City vehicles going green
Reducing emissions in city vehicles while finding useful alternative fuels and technologies is part of the mission of the city’s green fleet strategy, a plan undertaken by the city that focusses on the municipal fleet.
Scott Bone, manager, supply and fleet services, Lance Bulmer, sustainable procurement coordinator and Terry Hawkes, superintendent fleet services, all appeared before city council last week seeking approval for the green fleet’s strategic plan for the new year.
The municipal fleet is currently comprised of 400 vehicles with an annual fuel budget of $1.3 million, which is about 20 per cent of the total operating cost, and produced 2,063 tonnes of GHG emissions in 2009.
The city fleet emissions equal 38 per cent of the 2009 corporate GHG in tonnes, making it the second largest contributor to corporate GHG emissions.
Working to lower those emissions will save the city the cost of buying carbon offsets. Improving efficiency by using the best possible routes will save on the cost of fuel as will using the right-sized vehicle for the job and optimizing efficiency when it comes to the life cycle of a vehicle.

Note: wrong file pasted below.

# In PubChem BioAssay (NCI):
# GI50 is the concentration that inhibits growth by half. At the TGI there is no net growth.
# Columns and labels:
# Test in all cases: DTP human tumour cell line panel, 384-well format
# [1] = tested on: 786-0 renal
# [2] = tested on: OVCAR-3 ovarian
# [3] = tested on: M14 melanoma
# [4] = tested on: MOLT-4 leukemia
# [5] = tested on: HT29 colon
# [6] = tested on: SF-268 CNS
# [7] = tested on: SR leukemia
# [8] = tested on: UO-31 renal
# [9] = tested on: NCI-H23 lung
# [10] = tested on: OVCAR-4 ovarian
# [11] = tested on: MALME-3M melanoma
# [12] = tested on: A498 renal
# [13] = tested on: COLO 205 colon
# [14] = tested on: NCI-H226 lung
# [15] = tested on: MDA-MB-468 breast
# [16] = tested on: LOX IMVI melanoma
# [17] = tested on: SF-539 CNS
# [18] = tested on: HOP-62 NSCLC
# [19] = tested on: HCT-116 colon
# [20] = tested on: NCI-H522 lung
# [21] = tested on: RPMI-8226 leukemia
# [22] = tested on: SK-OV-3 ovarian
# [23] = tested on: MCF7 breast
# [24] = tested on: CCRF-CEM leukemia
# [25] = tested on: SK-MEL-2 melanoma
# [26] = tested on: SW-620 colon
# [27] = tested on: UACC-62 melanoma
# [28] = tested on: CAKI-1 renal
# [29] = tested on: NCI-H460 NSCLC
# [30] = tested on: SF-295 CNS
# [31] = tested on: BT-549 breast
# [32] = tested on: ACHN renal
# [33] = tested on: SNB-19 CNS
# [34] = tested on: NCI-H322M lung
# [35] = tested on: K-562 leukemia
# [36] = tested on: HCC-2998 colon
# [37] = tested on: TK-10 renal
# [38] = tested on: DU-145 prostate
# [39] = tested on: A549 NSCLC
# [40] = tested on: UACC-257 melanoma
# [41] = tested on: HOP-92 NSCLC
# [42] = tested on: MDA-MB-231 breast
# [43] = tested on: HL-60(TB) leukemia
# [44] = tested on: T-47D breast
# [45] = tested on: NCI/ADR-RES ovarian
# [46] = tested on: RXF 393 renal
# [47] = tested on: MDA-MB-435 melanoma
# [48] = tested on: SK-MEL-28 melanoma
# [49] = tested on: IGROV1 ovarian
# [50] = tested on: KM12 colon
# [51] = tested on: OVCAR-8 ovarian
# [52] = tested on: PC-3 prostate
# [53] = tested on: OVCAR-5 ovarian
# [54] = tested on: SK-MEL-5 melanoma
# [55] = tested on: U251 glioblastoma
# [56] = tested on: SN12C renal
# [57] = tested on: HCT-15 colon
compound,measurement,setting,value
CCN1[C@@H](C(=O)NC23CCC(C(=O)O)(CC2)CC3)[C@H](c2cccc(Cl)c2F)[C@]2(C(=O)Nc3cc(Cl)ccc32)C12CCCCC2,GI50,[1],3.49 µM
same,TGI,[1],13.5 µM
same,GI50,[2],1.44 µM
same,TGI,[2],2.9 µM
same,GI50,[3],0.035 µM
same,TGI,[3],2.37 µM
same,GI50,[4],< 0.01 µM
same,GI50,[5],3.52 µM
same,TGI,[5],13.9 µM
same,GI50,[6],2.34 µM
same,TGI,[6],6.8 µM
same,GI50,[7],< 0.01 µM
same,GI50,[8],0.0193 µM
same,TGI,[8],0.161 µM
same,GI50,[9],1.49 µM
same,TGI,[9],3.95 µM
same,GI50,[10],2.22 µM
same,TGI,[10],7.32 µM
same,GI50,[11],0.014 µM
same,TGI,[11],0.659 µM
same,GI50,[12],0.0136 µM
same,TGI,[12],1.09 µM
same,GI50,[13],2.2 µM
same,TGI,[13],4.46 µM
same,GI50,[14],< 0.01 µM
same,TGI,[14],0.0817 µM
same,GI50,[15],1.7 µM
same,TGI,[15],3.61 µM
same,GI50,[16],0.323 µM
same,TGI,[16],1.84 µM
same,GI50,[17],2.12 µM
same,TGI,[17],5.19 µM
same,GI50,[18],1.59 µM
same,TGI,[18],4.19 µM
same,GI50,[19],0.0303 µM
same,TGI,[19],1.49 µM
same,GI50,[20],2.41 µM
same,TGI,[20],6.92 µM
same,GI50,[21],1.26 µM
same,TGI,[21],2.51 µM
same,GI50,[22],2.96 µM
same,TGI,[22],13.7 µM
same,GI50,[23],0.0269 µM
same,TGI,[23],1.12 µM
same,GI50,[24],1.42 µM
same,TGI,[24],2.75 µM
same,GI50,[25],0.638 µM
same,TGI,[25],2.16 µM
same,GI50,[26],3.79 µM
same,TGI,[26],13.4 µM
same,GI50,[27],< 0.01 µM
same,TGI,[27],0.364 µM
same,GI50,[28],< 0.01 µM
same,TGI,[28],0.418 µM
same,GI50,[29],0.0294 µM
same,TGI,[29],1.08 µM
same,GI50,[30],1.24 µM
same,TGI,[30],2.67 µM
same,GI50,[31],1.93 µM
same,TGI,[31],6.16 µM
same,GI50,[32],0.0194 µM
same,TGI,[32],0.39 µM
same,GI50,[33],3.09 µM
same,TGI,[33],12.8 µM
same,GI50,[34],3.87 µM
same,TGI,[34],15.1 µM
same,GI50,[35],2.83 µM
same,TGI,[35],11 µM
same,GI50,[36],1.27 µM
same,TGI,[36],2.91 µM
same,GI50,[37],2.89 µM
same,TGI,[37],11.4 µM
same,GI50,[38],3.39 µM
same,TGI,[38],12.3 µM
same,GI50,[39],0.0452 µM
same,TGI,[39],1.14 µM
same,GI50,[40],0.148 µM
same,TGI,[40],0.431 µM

Changes made with the green fleet strategy helped the city earn silver status through the Fraser Basin Council E3 Fleet program, which helps municipalities monitor how well their programs are doing, however by 2013 the city’s goal is to achieve gold status.
Bone explained that the report from E3 not only listed what the city was doing well with the program but also contained information on gaps and how they could be improved upon.
Some successes already achieved include the implementation of a sustainable procurement policy and the purchase of hybrid vehicles in 2009. A city idling policy, approved by city council, which includes guidelines for staff and contractors, is already in place. Preventive maintenance has become a focus and a pilot project is in place to measure and monitor idling times.
Going into the future will include investigating how well cars using other kinds of fuel work in Prince George, including electric and propane conversion vehicles.
“We want to see how electric motors work in our environment and how well they fit into the fleet,” Hawkes said.
Accomplishing that may include a potential partnership with UNBC, the Regional District, the City of Prince George and Northern Health to purchase a 100 per cent electric vehicle which would help develop community awareness on the benefits of electric cars.
Five city vehicles will be converted to propane in 2012 with the possibility of expanding the program in 2013.
A computer that will report and measure idling times will be installed in 40 city vehicles to compare idling times against baseline data and help achieve the goal of reducing fuel consumption by 10 per cent by 2013.